The Curtiss-Wright CW-22 was developed and manufactured by the American company Curtiss-Wright Corporation as a general-purpose advanced trainer during the 1940s. The aircraft was in service with the United States Navy and the Royal Netherlands East Indies Army Air Force. It first flew in 1940 and was introduced in 1942. A total of 442 CW-22s were approximately built.
The CW-22 was developed by the American Curtiss-Wright Corporation in their St. Louis factory during the 1940s. It was a development of the CW-19 civil utility aircraft through the CW-21 fighter-interceptor. In 1940, the aircraft prototype designated as CW-A22 took to the air for the first time.
It was a less-powered, all-metal low-wing monoplane fitted with retractable conventional landing gear and could carry two crew members. The Royal Netherlands East Indies Army Air Force was the primary operator of the CW-22 powered by an R-975 engine. Thirty-six of this type were exported. The CW-22B was an enhanced armed version acquired by various countries such as the Netherlands, Turkey, and some in South America. An estimate of 442 CW-22s was built in total.
The CW-22N designated by the United States Navy as SNC-1 Falcon is a two-crew trainer with an external length of 8.23 meters and a tail height of 3.02 meters. It has a wingspan of 10.67 meters and a wing area of 16.14 square meters. The empty weight is 1,241 kg and the gross weight is 1,718 kg.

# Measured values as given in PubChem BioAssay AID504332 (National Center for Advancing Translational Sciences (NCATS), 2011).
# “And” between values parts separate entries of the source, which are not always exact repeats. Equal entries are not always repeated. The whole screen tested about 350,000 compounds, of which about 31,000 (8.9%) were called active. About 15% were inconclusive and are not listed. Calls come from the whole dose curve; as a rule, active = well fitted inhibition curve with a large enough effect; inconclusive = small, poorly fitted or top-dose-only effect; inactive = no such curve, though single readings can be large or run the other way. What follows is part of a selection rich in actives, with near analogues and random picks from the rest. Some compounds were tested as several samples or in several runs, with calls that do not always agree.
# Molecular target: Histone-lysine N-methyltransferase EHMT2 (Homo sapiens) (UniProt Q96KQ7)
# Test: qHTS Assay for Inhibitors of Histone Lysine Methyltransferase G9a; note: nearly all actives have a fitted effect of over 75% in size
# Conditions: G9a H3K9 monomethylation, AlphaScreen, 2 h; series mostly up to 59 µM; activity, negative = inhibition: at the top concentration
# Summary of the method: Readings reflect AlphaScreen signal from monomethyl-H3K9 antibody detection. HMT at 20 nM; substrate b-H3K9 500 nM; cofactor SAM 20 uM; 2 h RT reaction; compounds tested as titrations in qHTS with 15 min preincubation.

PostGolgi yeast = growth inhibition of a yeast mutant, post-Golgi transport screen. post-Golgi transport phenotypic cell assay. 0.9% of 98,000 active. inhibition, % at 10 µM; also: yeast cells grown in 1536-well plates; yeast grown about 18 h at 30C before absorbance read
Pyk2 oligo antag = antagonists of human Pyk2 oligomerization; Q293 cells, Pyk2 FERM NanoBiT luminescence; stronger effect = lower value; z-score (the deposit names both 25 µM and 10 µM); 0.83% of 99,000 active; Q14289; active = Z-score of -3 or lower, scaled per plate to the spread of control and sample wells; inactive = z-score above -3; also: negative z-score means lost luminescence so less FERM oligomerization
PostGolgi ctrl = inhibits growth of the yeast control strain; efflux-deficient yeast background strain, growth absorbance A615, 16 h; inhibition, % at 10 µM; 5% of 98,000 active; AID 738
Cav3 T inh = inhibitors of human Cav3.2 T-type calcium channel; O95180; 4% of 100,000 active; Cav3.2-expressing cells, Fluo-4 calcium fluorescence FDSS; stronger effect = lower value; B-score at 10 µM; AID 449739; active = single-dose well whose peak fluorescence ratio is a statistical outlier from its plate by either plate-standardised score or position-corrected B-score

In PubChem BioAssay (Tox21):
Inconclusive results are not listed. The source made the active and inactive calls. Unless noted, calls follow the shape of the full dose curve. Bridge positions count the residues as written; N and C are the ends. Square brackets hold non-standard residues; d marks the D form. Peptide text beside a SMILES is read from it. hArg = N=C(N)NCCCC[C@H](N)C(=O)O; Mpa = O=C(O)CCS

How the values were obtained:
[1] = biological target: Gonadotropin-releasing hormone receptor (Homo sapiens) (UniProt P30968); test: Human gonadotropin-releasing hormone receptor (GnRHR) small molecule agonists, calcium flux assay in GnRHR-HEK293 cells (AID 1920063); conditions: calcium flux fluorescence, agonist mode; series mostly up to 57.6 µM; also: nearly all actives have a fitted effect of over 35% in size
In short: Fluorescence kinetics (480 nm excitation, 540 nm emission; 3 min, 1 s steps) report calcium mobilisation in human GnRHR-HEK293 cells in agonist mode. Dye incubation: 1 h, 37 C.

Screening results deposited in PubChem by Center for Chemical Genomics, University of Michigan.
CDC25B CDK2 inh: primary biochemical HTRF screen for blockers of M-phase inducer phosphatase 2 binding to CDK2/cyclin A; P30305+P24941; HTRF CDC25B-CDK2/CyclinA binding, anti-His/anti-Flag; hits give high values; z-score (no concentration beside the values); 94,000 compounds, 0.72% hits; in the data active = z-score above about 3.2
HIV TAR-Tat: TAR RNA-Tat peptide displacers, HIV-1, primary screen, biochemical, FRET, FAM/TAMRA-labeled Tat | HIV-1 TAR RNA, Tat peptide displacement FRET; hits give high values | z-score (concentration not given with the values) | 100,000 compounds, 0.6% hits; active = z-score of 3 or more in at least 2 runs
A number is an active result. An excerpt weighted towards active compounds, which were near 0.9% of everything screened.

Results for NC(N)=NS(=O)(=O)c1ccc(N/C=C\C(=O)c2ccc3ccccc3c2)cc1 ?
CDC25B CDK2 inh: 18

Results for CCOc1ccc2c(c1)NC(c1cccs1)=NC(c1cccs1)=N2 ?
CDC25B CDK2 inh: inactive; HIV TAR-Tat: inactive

The aircraft is powered by a single Wright R-975-28 Whirlwind engine. It is a nine-cylinder supercharged air-cooled radial piston engine with two pushrod-actuated valves per cylinder, a gear-driven supercharger, and a direct drive reduction gear. It produces a maximum takeoff thrust of 450 hp and a continuous thrust of 420 hp, and drives a two-bladed variable pitch metal propeller.
The CW-22 has a maximum speed of 172 knots at sea level and a travel range of 680 nautical miles. It can fly up to 21,800 feet and can climb at a rate of 1,650 feet per minute. The aircraft could be loaded with a single fixed forward-firing synchronized 7.6 mm machine gun and a single flexibly mounted 7.6 mm machine gun located in the rear cockpit.
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